22 November 2004
4 October 2013
24 September 2013
5 May 2014
11 June 2014
7 May 2014
Remember the Google interview in Playboy? In case you missed it, it was with Larry Page and Sergey Brin, the two Stanford University science graduates who founded the company. The problem? The interview had been granted in April, a week before the company filed for its multibillion-dollar IPO, and appeared in the September issue, just as the stock was about to go on sale to the public.
For a US securities lawyer, that episode injected a rare bit of spice into the depressingly familiar problem of controlling publicity in connection with securities offerings. While the problem was typically confined to buttoned-down business publications rather than top-shelf magazines, the basic issue is the same: a collision between the strict limitations on publicity in connection with securities offerings in the US, and the desire for investors and journalists for information – not to mention standard market practice in the UK and the rest of Europe. To paraphrase the recent comments of an official of the US Securities and Exchange Commission (SEC), whatever sense the rules may have made in 1933, when the US Securities Act was signed into law, they have long since been left behind in the information and internet age.
On 26 October 2004, the SEC announced a package of proposed reforms that promises to bring the process of offering securities to the public in transactions registered with the SEC into the 21st century. The proposals go well beyond publicity, and would modernise the US securities laws in a number of key areas. In particular, among other items, the proposals address:
l liberalising communications in the context of public securities offerings, including the rules governing ‘gun jumping’ and other communications released after filing a registration statement;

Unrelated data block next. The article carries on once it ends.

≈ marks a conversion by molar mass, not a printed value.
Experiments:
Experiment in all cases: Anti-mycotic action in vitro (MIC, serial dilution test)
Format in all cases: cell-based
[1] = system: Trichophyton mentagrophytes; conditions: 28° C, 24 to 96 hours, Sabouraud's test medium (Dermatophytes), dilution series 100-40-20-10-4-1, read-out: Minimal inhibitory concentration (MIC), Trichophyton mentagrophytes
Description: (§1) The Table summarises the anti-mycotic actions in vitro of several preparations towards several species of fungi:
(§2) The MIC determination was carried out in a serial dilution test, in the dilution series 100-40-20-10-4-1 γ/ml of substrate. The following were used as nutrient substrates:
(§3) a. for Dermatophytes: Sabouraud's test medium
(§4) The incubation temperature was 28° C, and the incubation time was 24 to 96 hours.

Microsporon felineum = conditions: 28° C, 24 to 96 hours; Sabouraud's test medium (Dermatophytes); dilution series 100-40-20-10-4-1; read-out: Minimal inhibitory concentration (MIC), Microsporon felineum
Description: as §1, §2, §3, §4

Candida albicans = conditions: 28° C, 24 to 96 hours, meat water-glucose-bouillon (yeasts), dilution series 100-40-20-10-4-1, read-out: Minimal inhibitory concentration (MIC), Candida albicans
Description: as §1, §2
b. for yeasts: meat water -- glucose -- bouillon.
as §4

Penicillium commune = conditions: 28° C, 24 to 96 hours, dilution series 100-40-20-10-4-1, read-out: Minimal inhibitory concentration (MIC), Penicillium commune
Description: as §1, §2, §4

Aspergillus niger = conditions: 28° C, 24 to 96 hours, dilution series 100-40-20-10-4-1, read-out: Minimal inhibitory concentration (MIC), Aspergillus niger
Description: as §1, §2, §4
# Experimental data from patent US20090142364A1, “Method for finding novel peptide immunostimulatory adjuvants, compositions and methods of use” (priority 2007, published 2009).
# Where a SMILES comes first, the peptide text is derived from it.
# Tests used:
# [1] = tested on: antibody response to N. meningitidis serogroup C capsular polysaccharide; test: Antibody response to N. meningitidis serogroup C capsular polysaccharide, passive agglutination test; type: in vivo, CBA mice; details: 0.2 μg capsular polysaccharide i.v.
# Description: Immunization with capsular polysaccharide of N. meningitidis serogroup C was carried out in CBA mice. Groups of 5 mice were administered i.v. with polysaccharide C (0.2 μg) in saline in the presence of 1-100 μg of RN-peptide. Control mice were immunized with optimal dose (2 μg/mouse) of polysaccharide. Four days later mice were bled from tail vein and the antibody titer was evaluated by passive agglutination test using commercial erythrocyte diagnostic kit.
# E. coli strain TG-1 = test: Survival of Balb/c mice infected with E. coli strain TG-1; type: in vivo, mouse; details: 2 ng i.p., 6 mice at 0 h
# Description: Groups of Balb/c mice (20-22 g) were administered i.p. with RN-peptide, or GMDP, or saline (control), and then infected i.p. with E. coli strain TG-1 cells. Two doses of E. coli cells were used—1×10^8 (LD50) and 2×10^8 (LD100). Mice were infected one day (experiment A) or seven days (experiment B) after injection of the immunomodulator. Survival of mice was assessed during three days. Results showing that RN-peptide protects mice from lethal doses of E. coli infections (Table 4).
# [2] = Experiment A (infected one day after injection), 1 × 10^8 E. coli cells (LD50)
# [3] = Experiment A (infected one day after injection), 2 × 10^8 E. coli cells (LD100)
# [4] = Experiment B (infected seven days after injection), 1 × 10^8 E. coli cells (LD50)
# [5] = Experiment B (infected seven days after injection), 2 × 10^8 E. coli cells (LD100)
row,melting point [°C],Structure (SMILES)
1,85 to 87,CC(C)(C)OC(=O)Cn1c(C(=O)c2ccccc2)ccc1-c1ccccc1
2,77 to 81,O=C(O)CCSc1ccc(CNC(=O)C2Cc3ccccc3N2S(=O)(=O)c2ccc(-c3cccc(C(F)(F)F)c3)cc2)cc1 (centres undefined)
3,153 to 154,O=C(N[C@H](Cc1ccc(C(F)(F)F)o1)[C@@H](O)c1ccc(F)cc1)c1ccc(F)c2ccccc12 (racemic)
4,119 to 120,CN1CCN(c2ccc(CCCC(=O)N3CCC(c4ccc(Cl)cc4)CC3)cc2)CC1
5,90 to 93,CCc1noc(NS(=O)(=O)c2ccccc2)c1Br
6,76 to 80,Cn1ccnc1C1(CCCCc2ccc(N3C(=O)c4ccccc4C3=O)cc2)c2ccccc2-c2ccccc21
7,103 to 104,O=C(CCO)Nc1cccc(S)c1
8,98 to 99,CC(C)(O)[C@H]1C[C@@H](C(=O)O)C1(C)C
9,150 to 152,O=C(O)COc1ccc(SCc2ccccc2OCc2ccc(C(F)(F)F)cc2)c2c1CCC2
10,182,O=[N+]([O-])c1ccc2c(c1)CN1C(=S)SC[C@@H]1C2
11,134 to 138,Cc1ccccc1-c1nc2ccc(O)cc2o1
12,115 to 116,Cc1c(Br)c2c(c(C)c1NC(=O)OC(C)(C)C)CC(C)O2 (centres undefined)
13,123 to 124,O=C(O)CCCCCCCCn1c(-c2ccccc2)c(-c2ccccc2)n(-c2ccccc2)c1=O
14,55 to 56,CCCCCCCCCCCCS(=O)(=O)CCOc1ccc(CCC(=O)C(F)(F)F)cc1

l reducing certain regulatory burdens for very large, well-known seasoned issuers (WKSIs), which will enable them to access the public capital markets with greater ease and efficiency;
l the timing and manner of the delivery of information to potential investors by establishing an access-equals-delivery system; and
l the rationalisation and clarification of liability for issuers and underwriters in public securities offerings.
Issuers that meet the WKSI qualifications, which as proposed would require a minimum public float of $700m (£378m) for equity issuers, or $1bn (£540m) of debt securities sold in the last three years for debt-only issuers, would have maximum flexibility in their ability to offer and sell securities publicly. However, the offering process would also be liberalised for other public companies. The proposed reforms will mark a dramatic change in the way public securities offerings are conducted, especially for issuers that meet the WKSI qualifications.
The full text of the proposals was only recently published (3 November) and ran to 389 pages. But it is clear they fail to address certain key questions (including, notably, how the public float will be calculated for non-US issuers). Following their publication in the Federal Register, there will be a 75-day public comment period. But the announcement represents an important step in the right direction, particularly in recognising that communications by companies in securities offerings cannot be rigidly confined to the prospectus.
This is not the first time the SEC has tried to reform the offering process. Securities law aficionados may recall the ill-fated ‘aircraft carrier’ proposal of the 1990s, which (depending on the nautical metaphor you prefer) either got stuck on a sandbar, failed its sea trials or simply sank without much of a trace. But there is real momentum behind the SEC’s latest offerings. I am confident that the proposals, at least in broad outline, will ultimately be adopted.